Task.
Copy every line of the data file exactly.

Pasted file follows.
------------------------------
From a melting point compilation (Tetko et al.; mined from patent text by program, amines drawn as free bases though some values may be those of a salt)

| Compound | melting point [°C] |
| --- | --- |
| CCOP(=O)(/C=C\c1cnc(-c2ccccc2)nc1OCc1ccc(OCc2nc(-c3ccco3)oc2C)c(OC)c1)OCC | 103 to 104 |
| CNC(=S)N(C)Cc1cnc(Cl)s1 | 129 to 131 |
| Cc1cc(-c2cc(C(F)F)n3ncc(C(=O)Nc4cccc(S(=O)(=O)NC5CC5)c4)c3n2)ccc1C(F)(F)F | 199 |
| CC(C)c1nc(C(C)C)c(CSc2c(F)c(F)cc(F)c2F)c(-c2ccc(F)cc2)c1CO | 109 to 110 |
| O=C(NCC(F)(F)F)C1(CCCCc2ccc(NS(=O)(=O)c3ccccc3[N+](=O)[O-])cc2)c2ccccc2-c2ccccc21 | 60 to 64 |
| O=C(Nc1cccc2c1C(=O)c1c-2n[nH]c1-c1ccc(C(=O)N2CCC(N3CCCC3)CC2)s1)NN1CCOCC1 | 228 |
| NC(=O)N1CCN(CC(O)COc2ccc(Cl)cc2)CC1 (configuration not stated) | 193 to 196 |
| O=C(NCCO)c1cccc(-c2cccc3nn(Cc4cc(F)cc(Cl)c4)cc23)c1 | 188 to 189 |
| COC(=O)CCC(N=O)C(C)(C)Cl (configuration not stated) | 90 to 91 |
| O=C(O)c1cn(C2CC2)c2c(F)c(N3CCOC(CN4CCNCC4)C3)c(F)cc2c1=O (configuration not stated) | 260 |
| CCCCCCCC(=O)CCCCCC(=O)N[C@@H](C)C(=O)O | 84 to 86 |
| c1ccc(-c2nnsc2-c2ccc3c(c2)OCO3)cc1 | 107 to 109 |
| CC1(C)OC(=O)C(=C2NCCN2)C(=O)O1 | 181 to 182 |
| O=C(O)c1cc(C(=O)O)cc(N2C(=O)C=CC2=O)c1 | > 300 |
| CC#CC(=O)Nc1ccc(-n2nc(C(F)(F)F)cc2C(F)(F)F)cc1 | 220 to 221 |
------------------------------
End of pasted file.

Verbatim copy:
From a melting point compilation (Tetko et al.; mined from patent text by program, amines drawn as free bases though some values may be those of a salt)

| Compound | melting point [°C] |
| --- | --- |
| CCOP(=O)(/C=C\c1cnc(-c2ccccc2)nc1OCc1ccc(OCc2nc(-c3ccco3)oc2C)c(OC)c1)OCC | 103 to 104 |
| CNC(=S)N(C)Cc1cnc(Cl)s1 | 129 to 131 |
| Cc1cc(-c2cc(C(F)F)n3ncc(C(=O)Nc4cccc(S(=O)(=O)NC5CC5)c4)c3n2)ccc1C(F)(F)F | 199 |
| CC(C)c1nc(C(C)C)c(CSc2c(F)c(F)cc(F)c2F)c(-c2ccc(F)cc2)c1CO | 109 to 110 |
| O=C(NCC(F)(F)F)C1(CCCCc2ccc(NS(=O)(=O)c3ccccc3[N+](=O)[O-])cc2)c2ccccc2-c2ccccc21 | 60 to 64 |
| O=C(Nc1cccc2c1C(=O)c1c-2n[nH]c1-c1ccc(C(=O)N2CCC(N3CCCC3)CC2)s1)NN1CCOCC1 | 228 |
| NC(=O)N1CCN(CC(O)COc2ccc(Cl)cc2)CC1 (configuration not stated) | 193 to 196 |
| O=C(NCCO)c1cccc(-c2cccc3nn(Cc4cc(F)cc(Cl)c4)cc23)c1 | 188 to 189 |
| COC(=O)CCC(N=O)C(C)(C)Cl (configuration not stated) | 90 to 91 |
| O=C(O)c1cn(C2CC2)c2c(F)c(N3CCOC(CN4CCNCC4)C3)c(F)cc2c1=O (configuration not stated) | 260 |
| CCCCCCCC(=O)CCCCCC(=O)N[C@@H](C)C(=O)O | 84 to 86 |
| c1ccc(-c2nnsc2-c2ccc3c(c2)OCO3)cc1 | 107 to 109 |
| CC1(C)OC(=O)C(=C2NCCN2)C(=O)O1 | 181 to 182 |
| O=C(O)c1cc(C(=O)O)cc(N2C(=O)C=CC2=O)c1 | > 300 |
| CC#CC(=O)Nc1ccc(-n2nc(C(F)(F)F)cc2C(F)(F)F)cc1 | 220 to 221 |